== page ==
By salads, Mr. Willoughby had promised to take Little Darcy to see a real working newspaper press—the rolling, folded pages dropping from shelves and belts—and Wild Charlotte had extracted from him an overnight camping trip. His occasional grins at Adelaide were pleasing, but curiously without affect. On the other hand, he seemed to have forgotten Miss Mapp altogether.
By the time the joint was served, he’d begun explaining to all of them, by way of the children, exactly how his speaking lanterns worked, and speaking of his hope to bring them to every theatre house in Lytton.
“It would not supplant magic lantern shows or lumières any more than cinema has replaced the theatre or opera. Variety is my aim, not destruction.”
The children’s eyes were bright and glassy from the late hour, but their affection for the man was still apparent. They looked to their sister entreatingly, as if asking if they could keep him as a pet.
“But surely you have seen the decline of those entertainments,” she said, addressing him with more than four words at a go for the first time that night. “Is it not to be assumed that people, no matter their vulgarity, will naturally be more attracted to the new thing than the old?”
“Perhaps it is the old thing that has neglected them,” Willoughby responded ably. “Perhaps when the makers of those entertainments see what is possible, it will spur them to new action. Of curious blends, or knowing returns to form. Lantern films which comment on the fact of lantern films themselves. There is no end to creativity, Lady Babbage. There is no development in art which rules out the art that came before. There is only . . .”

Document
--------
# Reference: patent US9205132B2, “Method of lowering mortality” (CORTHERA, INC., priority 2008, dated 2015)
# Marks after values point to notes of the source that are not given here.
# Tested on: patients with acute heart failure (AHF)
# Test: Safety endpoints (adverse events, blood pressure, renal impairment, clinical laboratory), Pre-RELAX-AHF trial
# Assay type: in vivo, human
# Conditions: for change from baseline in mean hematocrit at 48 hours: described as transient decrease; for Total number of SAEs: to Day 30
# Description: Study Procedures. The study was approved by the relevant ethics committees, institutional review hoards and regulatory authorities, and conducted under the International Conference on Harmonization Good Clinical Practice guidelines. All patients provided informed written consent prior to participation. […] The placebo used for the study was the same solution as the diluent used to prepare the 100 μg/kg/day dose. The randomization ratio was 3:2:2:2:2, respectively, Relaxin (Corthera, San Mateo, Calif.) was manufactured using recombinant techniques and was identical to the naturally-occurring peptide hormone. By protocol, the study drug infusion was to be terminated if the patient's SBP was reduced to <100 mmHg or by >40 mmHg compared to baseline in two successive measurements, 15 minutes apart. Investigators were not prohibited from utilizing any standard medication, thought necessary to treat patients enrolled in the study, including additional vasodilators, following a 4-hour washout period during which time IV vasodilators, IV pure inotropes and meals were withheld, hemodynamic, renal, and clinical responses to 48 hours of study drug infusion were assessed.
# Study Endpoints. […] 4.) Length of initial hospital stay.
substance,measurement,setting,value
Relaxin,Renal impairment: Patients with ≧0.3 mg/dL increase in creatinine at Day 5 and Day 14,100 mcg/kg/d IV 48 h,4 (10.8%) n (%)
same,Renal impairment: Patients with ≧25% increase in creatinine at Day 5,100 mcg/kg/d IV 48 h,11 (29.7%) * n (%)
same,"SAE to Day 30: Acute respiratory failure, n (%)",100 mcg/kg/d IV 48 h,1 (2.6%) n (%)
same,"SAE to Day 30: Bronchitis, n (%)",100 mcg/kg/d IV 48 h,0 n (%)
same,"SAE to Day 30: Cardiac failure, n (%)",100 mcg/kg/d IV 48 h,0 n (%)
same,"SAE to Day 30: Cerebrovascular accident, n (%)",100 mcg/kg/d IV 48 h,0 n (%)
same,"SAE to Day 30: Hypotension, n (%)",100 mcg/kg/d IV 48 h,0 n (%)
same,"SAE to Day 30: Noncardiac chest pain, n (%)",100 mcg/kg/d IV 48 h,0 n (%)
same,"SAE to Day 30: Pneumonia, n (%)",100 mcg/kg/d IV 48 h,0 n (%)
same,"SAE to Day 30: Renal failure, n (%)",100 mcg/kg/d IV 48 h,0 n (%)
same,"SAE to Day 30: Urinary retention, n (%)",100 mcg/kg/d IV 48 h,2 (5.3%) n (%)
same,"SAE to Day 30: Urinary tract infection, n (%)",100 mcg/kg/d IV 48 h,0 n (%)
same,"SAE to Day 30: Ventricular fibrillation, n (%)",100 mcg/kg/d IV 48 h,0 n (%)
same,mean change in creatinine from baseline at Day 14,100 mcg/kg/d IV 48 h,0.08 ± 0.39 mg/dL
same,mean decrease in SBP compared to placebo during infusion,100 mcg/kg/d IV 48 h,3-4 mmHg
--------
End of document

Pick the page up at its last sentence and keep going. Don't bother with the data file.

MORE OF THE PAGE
She nodded. “Translation.”
“Exactly!” shouted he. “Precisely! You see it. It’s blasted difficult—sorry, Lucia—it’s quite difficult to explain this to people, but you’ve seized on it immediately. A commonality. I shall employ your terminology when I next try to sell my wares.”
Ada smiled fiercely and turned to Lucia. “I’m afraid Mr. Willoughby did not impress my father on first meeting. I’ve offered to broker a peace on his behalf, as I do believe there’s something to . . .”
Lucia snapped her fingers at eye height, suddenly, as one would to a fussing dog. “I must confess that I stopped listening at the soup. You’ll have to reprise your conversation for me if you expect me to join in at this late hour, Adelaide.”